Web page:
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Wednesday, March 20, 2013

Thoughtfully Energized, An Interview with Adam R Garcia


Re-blogged from WeMake

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Please join us for a night of inspiration and a look into the sketchbooks of Adam Garcia of The Pressure. His client work includes, NIKE, Target, Nickelodeon, Fast Company, Studio on Fire, Good Magazine and much more.
DATE OF THE EVENT: Friday, April 5th
TIME: 6:00-9:00pm
PLACE: The Left Bank Project, 240 N Broadway
Check-in begins at 6:00pm. Doors close at 6:45
COST: FREE, however a $5 donation is appreciated
REGISTRATION BEGINS: Friday morning at 9am, March 29th
As always space is limited, so be sure to register early!


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I got to the building he told me to go to, but then realized he didn't give me a studio number, and he wasn't listed on the directory. Made me think he was under cover or something. So I called him and in a moment he rounded the corner with a huge smile, very warm and approachable as always. Nestled in the basement under Barista in The Pearl is B1, the collective studio of Adam Garcia of The Pressure and a few other Portland creatives. The place used to be rented to some hip hop dancers, complete with a bar and dance floor. I loved the name, B1. Yes technically it's the name of the storage unit, but cleverly it's also the studio name, and a perfect metaphor for Adam's philosophies.
We got right to the interview and throughout our time together it was clear that Adam was someone who thinks things thru, jumps right in, and absorbs everything around him. His warm smile is genuine, and he has a magnetic kind of energy that makes you want to get to know him…and so I did.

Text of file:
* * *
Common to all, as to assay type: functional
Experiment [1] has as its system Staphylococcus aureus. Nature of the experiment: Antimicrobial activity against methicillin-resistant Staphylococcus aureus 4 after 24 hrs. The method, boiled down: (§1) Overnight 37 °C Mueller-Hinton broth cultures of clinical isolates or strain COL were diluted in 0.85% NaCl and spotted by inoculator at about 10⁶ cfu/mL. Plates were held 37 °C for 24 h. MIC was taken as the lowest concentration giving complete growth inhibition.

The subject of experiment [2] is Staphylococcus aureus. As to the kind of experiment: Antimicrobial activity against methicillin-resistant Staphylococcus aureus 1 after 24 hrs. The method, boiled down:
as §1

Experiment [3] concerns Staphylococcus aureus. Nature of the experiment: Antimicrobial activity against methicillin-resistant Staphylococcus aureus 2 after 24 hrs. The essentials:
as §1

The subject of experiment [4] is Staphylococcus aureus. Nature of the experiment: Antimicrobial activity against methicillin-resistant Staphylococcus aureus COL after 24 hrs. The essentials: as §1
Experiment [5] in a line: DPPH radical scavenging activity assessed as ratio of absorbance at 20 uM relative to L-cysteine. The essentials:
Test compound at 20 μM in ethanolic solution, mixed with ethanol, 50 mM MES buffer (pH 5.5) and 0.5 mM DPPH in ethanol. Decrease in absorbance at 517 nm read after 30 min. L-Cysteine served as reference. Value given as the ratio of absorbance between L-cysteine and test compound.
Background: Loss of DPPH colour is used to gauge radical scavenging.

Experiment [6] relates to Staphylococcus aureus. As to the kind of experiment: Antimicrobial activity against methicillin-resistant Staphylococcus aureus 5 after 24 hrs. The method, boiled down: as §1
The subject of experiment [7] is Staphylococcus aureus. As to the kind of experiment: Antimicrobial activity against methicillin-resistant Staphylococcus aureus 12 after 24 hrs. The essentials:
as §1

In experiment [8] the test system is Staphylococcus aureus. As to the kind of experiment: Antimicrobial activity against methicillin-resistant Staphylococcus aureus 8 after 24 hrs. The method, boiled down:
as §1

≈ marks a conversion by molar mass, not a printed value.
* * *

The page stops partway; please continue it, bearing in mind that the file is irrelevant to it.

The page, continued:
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YPEYou do a lot of collaboration work, how many of those projects are real work or have gotten you real work?

ARG
I don't know, to me it's all real work whether you get payed or not, it's all from the same pool. Overall it's hard to quantify what works turns into other work. It's the work, and hopefully the work is good and that's the bottom line. The thing that makes me want to work with you, is your energy. You've got to be easy to work with, and professional. The easy to work with part comes from collaboration, and putting the ego aside to make something great and smart.

I recently finished the project The Good Stuff,  a promotional piece for Premier Press.  I designed the system and the identity, and art directed 12 different artists to create pieces that showcased Premier's processes and papers.  I had to be tactile with who worked on it.  I pulled people with the same mentality about collaboration as I have.  Even though most of the work was by other people, it was about having vision and the energy to bring those people together.  It all comes down to energy—being open to the world and people.

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YPE
Tell me about your old graffiti days, did you use to do graffiti?

ARG
Yes, in the late 90's—the whole hip-hop universe.  I was a rapper and a promoter, and used to throw a lot of events.  I was a breakdancer as well, my life was dancing. That's all energy too. 

YPEYou got to get up to get down.

ARG
Agreed. It's all performance and exuding energy and that translated directly into design.

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YPE
I have a soft heart for graffiti, it's expression, how its evolved as a movement and art form. It influenced me to become a designer.

ARG
For me, in the design world I want to be involved in, the aesthetic of graffiti is not relevant, or would I like to introduce it to my work. I have evolved but the energy is still the same. I think what I learned from it was being part of the culture and community, it's really aggressive and hard—people are incredibly critical. There's always people starting.  Those that are good, are good for certain reasons. It's the consistent quality of work, pushing boundaries, and being good to people. There is something to the community and the hard critical culture of it that has translated to everything else I do. I don't do it anymore, but I've learned from it.